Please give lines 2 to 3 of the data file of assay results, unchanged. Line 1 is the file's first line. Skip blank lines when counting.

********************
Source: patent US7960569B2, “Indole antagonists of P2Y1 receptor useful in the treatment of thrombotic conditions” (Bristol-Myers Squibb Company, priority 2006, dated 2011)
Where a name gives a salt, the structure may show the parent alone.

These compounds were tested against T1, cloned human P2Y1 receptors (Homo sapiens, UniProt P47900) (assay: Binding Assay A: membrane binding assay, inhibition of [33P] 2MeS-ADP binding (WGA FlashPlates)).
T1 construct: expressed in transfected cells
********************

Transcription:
Where a name gives a salt, the structure may show the parent alone.

These compounds were tested against T1, cloned human P2Y1 receptors (Homo sapiens, UniProt P47900) (assay: Binding Assay A: membrane binding assay, inhibition of [33P] 2MeS-ADP binding (WGA FlashPlates)).